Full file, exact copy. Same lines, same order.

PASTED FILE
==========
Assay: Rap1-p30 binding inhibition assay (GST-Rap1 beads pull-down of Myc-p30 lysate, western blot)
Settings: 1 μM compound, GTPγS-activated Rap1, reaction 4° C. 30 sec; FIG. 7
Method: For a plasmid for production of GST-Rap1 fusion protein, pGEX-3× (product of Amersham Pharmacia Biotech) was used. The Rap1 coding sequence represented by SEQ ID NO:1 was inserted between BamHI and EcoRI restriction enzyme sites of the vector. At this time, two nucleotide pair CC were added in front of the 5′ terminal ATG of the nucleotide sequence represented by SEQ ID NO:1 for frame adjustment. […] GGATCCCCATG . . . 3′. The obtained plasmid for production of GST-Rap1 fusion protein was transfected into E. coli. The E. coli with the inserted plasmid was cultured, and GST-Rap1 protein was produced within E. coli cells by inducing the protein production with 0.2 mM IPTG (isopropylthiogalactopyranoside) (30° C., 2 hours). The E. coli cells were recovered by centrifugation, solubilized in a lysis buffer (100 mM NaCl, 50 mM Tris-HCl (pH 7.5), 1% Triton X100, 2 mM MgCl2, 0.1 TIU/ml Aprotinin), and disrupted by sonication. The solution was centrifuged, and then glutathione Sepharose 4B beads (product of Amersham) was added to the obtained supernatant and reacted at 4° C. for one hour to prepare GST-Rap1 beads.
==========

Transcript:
Assay: Rap1-p30 binding inhibition assay (GST-Rap1 beads pull-down of Myc-p30 lysate, western blot)
Settings: 1 μM compound, GTPγS-activated Rap1, reaction 4° C. 30 sec; FIG. 7
Method: For a plasmid for production of GST-Rap1 fusion protein, pGEX-3× (product of Amersham Pharmacia Biotech) was used. The Rap1 coding sequence represented by SEQ ID NO:1 was inserted between BamHI and EcoRI restriction enzyme sites of the vector. At this time, two nucleotide pair CC were added in front of the 5′ terminal ATG of the nucleotide sequence represented by SEQ ID NO:1 for frame adjustment. […] GGATCCCCATG . . . 3′. The obtained plasmid for production of GST-Rap1 fusion protein was transfected into E. coli. The E. coli with the inserted plasmid was cultured, and GST-Rap1 protein was produced within E. coli cells by inducing the protein production with 0.2 mM IPTG (isopropylthiogalactopyranoside) (30° C., 2 hours). The E. coli cells were recovered by centrifugation, solubilized in a lysis buffer (100 mM NaCl, 50 mM Tris-HCl (pH 7.5), 1% Triton X100, 2 mM MgCl2, 0.1 TIU/ml Aprotinin), and disrupted by sonication. The solution was centrifuged, and then glutathione Sepharose 4B beads (product of Amersham) was added to the obtained supernatant and reacted at 4° C. for one hour to prepare GST-Rap1 beads.